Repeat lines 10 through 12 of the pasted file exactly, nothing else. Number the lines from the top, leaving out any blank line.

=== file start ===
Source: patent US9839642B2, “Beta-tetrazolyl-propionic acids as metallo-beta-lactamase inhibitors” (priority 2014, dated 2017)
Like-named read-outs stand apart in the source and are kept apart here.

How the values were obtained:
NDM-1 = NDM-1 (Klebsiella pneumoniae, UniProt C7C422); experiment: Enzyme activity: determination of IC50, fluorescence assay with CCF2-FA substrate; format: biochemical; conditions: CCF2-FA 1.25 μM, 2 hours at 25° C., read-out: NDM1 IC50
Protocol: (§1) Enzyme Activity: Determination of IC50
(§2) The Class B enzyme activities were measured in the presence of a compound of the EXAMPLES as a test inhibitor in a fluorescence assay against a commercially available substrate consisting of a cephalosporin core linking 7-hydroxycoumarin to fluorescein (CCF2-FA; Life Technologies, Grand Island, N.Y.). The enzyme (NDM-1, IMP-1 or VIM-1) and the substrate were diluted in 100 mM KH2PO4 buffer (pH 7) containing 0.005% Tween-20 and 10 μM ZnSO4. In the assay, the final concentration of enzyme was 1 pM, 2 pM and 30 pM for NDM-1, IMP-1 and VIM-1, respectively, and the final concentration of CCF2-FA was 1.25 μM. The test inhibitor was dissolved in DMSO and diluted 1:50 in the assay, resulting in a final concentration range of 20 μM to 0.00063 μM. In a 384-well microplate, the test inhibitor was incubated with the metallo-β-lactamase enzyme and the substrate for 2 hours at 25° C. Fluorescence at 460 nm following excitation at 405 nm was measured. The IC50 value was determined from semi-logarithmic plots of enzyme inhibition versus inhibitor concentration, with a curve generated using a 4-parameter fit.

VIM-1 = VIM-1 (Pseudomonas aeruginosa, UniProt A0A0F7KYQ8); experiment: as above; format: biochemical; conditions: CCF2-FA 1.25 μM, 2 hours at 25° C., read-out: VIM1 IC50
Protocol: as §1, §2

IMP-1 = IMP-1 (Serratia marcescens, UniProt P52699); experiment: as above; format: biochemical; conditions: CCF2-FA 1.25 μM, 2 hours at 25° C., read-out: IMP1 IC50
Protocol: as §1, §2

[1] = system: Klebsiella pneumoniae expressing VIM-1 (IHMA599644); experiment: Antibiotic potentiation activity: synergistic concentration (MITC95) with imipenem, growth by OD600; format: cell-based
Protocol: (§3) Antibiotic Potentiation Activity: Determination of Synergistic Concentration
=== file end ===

Protocol: as §1, §2

[1] = system: Klebsiella pneumoniae expressing VIM-1 (IHMA599644); experiment: Antibiotic potentiation activity: synergistic concentration (MITC95) with imipenem, growth by OD600; format: cell-based
Protocol: (§3) Antibiotic Potentiation Activity: Determination of Synergistic Concentration